This is important for us to understand because it means that in the winter, it is very easy to have all of your refrigerant sitting outside in a condenser. When this happens, the system will often not start properly.
Another consequence of this is that when compressors are sitting off outside, the refrigerant likes to find its way to the crankcase. When the compressor starts, the pressure in the crankcase drops and all the refrigerant flashes and washes the oil out of all the places it’s supposed to be lubricating the compressor.
What we have described so far is exactly why thermosyphon cooling works. While most common in ammonia-oil cooling applications, there are several direct thermosyphon cooling applications in use and CO2 thermosyphons are showing up in some neat places like data centers. Figure 3 shows how a thermosyphon works by using the density difference between liquid and vapour refrigerate and gravity, to have the migration happening in a cycle with no compressor or pump.
Head pressure control
Another component of cold weather operation to understand is head pressure control. This is related to what we’ve discussed so far but occurs when the system is running.
All metering devices require a pressure drop across them in order to be able to control the refrigerant flow into the evaporator. Newer balanced port TX valves and electronic valves have decreased this pressure drop requirement a lot in the last 10 to 15 years but nonetheless, there is still a need to have a high enough condensing pressure.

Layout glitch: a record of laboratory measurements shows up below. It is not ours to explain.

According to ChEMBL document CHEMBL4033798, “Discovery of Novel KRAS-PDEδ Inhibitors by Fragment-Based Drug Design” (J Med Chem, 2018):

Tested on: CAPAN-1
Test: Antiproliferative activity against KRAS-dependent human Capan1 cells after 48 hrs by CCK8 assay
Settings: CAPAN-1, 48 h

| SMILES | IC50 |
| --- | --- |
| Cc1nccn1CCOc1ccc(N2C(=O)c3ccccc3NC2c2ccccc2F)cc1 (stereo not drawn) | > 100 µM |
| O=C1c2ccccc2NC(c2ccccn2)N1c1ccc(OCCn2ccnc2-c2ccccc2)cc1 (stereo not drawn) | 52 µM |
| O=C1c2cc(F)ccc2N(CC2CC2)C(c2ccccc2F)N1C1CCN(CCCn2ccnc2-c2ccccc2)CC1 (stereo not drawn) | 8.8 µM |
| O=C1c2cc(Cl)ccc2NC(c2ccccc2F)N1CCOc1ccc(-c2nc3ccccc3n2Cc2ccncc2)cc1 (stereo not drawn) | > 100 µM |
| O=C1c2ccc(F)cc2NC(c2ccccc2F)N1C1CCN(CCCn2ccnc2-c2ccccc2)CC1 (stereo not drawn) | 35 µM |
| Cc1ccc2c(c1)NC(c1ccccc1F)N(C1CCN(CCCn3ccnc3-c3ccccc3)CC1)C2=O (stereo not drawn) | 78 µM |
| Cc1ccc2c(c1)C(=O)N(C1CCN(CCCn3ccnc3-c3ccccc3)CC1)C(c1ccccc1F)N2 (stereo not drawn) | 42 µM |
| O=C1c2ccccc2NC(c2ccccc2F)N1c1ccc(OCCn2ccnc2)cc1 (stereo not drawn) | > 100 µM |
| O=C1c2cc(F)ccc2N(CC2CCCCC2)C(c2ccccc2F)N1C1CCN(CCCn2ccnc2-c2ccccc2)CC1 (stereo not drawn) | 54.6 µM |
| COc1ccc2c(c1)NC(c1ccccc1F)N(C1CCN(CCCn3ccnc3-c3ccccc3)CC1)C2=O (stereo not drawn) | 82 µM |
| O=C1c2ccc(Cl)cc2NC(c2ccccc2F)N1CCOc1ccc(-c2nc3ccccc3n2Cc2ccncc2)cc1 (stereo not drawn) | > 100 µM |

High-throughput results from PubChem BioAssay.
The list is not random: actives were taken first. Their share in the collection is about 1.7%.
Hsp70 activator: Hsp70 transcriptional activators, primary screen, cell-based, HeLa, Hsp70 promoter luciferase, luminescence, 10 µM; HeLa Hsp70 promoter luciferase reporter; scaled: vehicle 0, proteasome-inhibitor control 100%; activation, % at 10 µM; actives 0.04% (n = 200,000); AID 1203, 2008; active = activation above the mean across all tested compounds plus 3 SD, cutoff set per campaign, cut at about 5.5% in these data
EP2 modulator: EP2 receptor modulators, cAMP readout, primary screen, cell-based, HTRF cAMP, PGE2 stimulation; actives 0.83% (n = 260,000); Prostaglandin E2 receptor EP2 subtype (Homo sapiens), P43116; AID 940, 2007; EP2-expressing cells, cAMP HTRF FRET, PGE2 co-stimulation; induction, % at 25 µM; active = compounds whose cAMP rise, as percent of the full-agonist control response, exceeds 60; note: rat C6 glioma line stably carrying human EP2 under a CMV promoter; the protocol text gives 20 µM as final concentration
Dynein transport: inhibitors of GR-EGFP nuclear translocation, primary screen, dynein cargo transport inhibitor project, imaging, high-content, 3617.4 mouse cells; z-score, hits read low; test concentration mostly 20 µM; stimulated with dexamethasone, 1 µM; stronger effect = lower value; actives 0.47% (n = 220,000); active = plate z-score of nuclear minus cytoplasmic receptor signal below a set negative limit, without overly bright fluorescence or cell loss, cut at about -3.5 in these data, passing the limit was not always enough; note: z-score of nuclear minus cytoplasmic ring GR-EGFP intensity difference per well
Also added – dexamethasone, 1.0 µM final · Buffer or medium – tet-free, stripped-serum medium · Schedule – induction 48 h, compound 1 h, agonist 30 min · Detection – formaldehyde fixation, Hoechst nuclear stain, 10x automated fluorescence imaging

I like to look at the head pressure control problem by approaching it from the extreme. Imagine an R507 cooler operating at 25F SST and a suction pressure of 65 psig. Typically, condensers are sized for a 10 to 20F TD (i.e., the temperature difference between the condensing refrigerant and the outside air is usually about 10 to 20F). In many climates in Canada, this means that the condenser was designed to reject heat to a 95F ambient by condensing at 105F or higher.
The math doesn’t hold exactly, but for our purposes, we can track this relationship linearly. This means that if the condenser was in a -20F ambient, it would be able to reject enough heat at -10F condensing. At -10F condensing, R507 would have a pressure of 25 psig, which is lower than the 65 psig we needed for a suction pressure. This would obviously not work and as we learned earlier, all of the refrigerants would simply end up in the condenser while the compressor was stuck running doing nothing and ultimately tripping off on low pressure.
This scenario is exactly what happens if we do nothing to manage low head pressure in cold weather operations and it doesn’t need to be -20F outside to get in trouble. In fact, you have to start paying attention to head pressure in ambient conditions between 60F and 70F in many cases.
In the next issues, we are going to explore techniques for managing the condensing pressure in refrigeration systems, including condenser flooding controls, discharge pressure regulators, and reducing condenser surface area. We are also going to look at some of the cold weather accessories that are used on commercial equipment such as receiver heaters and crankcase heaters so that we can understand when we need them.